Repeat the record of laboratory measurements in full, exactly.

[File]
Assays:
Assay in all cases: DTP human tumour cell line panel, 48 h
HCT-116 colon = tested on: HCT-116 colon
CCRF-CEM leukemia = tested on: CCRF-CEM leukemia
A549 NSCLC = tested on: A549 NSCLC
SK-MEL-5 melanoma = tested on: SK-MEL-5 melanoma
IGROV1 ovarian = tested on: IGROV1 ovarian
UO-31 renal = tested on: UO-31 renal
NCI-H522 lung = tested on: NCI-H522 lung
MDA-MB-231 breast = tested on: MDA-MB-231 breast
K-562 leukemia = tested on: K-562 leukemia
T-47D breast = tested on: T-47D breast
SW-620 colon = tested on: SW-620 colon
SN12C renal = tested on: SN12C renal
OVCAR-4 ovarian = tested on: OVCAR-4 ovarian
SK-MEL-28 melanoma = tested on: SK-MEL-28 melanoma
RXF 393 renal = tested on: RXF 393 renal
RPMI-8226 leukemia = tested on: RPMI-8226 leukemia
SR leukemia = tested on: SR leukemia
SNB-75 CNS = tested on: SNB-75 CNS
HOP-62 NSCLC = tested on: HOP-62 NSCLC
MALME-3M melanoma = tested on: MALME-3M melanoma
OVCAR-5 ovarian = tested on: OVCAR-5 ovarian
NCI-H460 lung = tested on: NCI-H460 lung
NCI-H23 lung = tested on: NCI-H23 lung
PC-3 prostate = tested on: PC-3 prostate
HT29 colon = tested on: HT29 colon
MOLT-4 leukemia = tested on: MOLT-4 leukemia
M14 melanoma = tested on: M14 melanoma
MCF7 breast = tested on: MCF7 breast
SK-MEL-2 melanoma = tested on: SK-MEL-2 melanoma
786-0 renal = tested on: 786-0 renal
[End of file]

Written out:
Assays:
Assay in all cases: DTP human tumour cell line panel, 48 h
HCT-116 colon = tested on: HCT-116 colon
CCRF-CEM leukemia = tested on: CCRF-CEM leukemia
A549 NSCLC = tested on: A549 NSCLC
SK-MEL-5 melanoma = tested on: SK-MEL-5 melanoma
IGROV1 ovarian = tested on: IGROV1 ovarian
UO-31 renal = tested on: UO-31 renal
NCI-H522 lung = tested on: NCI-H522 lung
MDA-MB-231 breast = tested on: MDA-MB-231 breast
K-562 leukemia = tested on: K-562 leukemia
T-47D breast = tested on: T-47D breast
SW-620 colon = tested on: SW-620 colon
SN12C renal = tested on: SN12C renal
OVCAR-4 ovarian = tested on: OVCAR-4 ovarian
SK-MEL-28 melanoma = tested on: SK-MEL-28 melanoma
RXF 393 renal = tested on: RXF 393 renal
RPMI-8226 leukemia = tested on: RPMI-8226 leukemia
SR leukemia = tested on: SR leukemia
SNB-75 CNS = tested on: SNB-75 CNS
HOP-62 NSCLC = tested on: HOP-62 NSCLC
MALME-3M melanoma = tested on: MALME-3M melanoma
OVCAR-5 ovarian = tested on: OVCAR-5 ovarian
NCI-H460 lung = tested on: NCI-H460 lung
NCI-H23 lung = tested on: NCI-H23 lung
PC-3 prostate = tested on: PC-3 prostate
HT29 colon = tested on: HT29 colon
MOLT-4 leukemia = tested on: MOLT-4 leukemia
M14 melanoma = tested on: M14 melanoma
MCF7 breast = tested on: MCF7 breast
SK-MEL-2 melanoma = tested on: SK-MEL-2 melanoma
786-0 renal = tested on: 786-0 renal